The Smartest Tax Move You Can Make In 2017

By Matthew Frankel Markets Fool.com

There are plenty of smart tax moves you can make in 2017. Saving receipts every time you donate money to a charitable organization, maximizing your education tax breaks, or buying your first house could all put more money back in your pocket at tax time next year, just to name a few.

Continue Reading Below

However, I'd have to say that increasing your retirement savings is the smartest tax move of all. Not only can you get a nice tax break for your contributions to an IRA, 401(k), or other retirement plan, but by taking advantage of this, you'll also be building up a nest egg, and getting closer to financial freedom later in life.

Image source: Getty Images.

3 potential tax benefits of tax-deferred retirement savings

When you save and invest in a tax-deferred retirement account, such as a traditional IRA or in a 401(k) at work, there are three potential tax benefits.

1. Your contributions can be tax-deductible

Continue Reading Below

The first benefit is the most immediately obvious. When you contribute money to a qualified tax-deferred retirement account, your contributions could be deductible from your income.

With a traditional IRA, Americans who qualify can contribute and deduct $5,500 to a traditional IRA for the 2017 tax year. If you're 50 or over, this limit jumps to $6,500. If you and your spouse don't have a retirement plan at work, you're automatically eligible to deduct your traditional IRA contributions. If you do have a retirement plan at work, higher-income individuals aren't allowed to take the deduction. Here are the limits for 2017, so you can determine whether or not you qualify.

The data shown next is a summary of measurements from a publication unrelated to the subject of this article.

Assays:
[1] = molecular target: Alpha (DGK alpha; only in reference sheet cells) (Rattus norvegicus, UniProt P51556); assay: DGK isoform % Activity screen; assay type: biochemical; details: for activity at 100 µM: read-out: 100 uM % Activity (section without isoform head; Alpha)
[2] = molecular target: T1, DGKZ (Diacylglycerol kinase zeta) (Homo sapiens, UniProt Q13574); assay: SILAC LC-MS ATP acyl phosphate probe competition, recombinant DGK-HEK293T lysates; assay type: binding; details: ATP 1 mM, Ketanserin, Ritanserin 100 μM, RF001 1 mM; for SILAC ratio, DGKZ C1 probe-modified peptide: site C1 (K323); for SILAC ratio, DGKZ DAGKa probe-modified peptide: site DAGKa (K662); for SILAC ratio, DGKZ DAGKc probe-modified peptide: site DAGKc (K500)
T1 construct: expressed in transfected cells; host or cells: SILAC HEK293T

In a 401(k), or other employer-sponsored retirement plan, the limit on elective deferrals (money from your salary that you choose to contribute) is $18,000, or $24,000 if you're 50 or older. These contributions reduce your income and are typically reflected in your gross wages listed on your W-2.

Depending on how much you contribute, this can be a pretty big tax break. For example, if you contribute $10,000 between an IRA and 401(k) this year, it could knock $2,500 off of your tax bill if you're in the 25% bracket.

2. You could get the Saver's Credit

In addition to the tax deduction, lower-income taxpayers may also qualify for the Retirement Savings Contributions Credit, also known as the Saver's Credit. This is designed to motivate lower-income households to save for their retirement, and can be worth up to $1,000 per year, per person.

Specifically, the credit is worth up to 50% of the first $2,000 in contributions to qualified retirement accounts. To qualify, married couples must have adjusted gross income (AGI) of $62,000 or less, and single filers can have AGI of up to $31,000. Here's the full details on the income limits and credit percentages:

Credit

Married Filing Jointly

Head of Household

Single and Others

50%

AGI of $37,000 or less

AGI of $27,750 or less

AGI of $18,500 or less

20%